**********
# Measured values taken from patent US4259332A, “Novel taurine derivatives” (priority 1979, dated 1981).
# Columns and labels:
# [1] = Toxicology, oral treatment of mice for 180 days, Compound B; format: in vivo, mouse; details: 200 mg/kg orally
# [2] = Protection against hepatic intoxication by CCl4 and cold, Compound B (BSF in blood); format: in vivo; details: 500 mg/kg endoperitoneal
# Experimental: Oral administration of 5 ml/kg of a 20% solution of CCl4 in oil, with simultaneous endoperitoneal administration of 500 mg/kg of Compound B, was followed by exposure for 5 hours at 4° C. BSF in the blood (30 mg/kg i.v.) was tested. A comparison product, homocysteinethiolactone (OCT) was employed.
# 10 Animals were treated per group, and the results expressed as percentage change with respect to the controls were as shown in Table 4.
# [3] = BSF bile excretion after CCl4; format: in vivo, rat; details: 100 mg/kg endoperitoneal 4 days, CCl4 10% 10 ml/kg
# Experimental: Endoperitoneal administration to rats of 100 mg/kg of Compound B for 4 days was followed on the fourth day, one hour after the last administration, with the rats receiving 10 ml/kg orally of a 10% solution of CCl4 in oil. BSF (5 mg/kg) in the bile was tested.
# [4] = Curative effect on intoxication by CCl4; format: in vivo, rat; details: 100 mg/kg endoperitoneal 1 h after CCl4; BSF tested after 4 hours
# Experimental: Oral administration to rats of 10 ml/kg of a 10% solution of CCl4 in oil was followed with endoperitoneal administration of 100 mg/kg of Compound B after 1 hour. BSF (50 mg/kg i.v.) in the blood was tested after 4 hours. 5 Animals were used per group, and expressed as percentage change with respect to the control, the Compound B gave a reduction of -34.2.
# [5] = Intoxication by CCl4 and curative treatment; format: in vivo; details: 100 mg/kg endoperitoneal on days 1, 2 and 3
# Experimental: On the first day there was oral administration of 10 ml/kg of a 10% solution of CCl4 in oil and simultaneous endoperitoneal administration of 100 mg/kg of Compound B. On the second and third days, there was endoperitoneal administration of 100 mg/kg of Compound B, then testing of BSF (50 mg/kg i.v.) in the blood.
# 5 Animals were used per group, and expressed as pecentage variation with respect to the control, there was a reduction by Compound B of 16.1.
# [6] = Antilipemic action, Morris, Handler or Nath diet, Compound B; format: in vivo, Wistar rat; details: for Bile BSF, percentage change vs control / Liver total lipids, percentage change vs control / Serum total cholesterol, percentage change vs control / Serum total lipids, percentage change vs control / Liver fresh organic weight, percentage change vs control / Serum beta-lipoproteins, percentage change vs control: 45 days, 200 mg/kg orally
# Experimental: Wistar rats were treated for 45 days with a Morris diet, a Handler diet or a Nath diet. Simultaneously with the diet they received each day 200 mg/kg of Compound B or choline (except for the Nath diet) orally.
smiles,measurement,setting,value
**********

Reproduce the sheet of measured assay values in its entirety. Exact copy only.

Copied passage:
# Measured values taken from patent US4259332A, “Novel taurine derivatives” (priority 1979, dated 1981).
# Columns and labels:
# [1] = Toxicology, oral treatment of mice for 180 days, Compound B; format: in vivo, mouse; details: 200 mg/kg orally
# [2] = Protection against hepatic intoxication by CCl4 and cold, Compound B (BSF in blood); format: in vivo; details: 500 mg/kg endoperitoneal
# Experimental: Oral administration of 5 ml/kg of a 20% solution of CCl4 in oil, with simultaneous endoperitoneal administration of 500 mg/kg of Compound B, was followed by exposure for 5 hours at 4° C. BSF in the blood (30 mg/kg i.v.) was tested. A comparison product, homocysteinethiolactone (OCT) was employed.
# 10 Animals were treated per group, and the results expressed as percentage change with respect to the controls were as shown in Table 4.
# [3] = BSF bile excretion after CCl4; format: in vivo, rat; details: 100 mg/kg endoperitoneal 4 days, CCl4 10% 10 ml/kg
# Experimental: Endoperitoneal administration to rats of 100 mg/kg of Compound B for 4 days was followed on the fourth day, one hour after the last administration, with the rats receiving 10 ml/kg orally of a 10% solution of CCl4 in oil. BSF (5 mg/kg) in the bile was tested.
# [4] = Curative effect on intoxication by CCl4; format: in vivo, rat; details: 100 mg/kg endoperitoneal 1 h after CCl4; BSF tested after 4 hours
# Experimental: Oral administration to rats of 10 ml/kg of a 10% solution of CCl4 in oil was followed with endoperitoneal administration of 100 mg/kg of Compound B after 1 hour. BSF (50 mg/kg i.v.) in the blood was tested after 4 hours. 5 Animals were used per group, and expressed as percentage change with respect to the control, the Compound B gave a reduction of -34.2.
# [5] = Intoxication by CCl4 and curative treatment; format: in vivo; details: 100 mg/kg endoperitoneal on days 1, 2 and 3
# Experimental: On the first day there was oral administration of 10 ml/kg of a 10% solution of CCl4 in oil and simultaneous endoperitoneal administration of 100 mg/kg of Compound B. On the second and third days, there was endoperitoneal administration of 100 mg/kg of Compound B, then testing of BSF (50 mg/kg i.v.) in the blood.
# 5 Animals were used per group, and expressed as pecentage variation with respect to the control, there was a reduction by Compound B of 16.1.
# [6] = Antilipemic action, Morris, Handler or Nath diet, Compound B; format: in vivo, Wistar rat; details: for Bile BSF, percentage change vs control / Liver total lipids, percentage change vs control / Serum total cholesterol, percentage change vs control / Serum total lipids, percentage change vs control / Liver fresh organic weight, percentage change vs control / Serum beta-lipoproteins, percentage change vs control: 45 days, 200 mg/kg orally
# Experimental: Wistar rats were treated for 45 days with a Morris diet, a Handler diet or a Nath diet. Simultaneously with the diet they received each day 200 mg/kg of Compound B or choline (except for the Nath diet) orally.
smiles,measurement,setting,value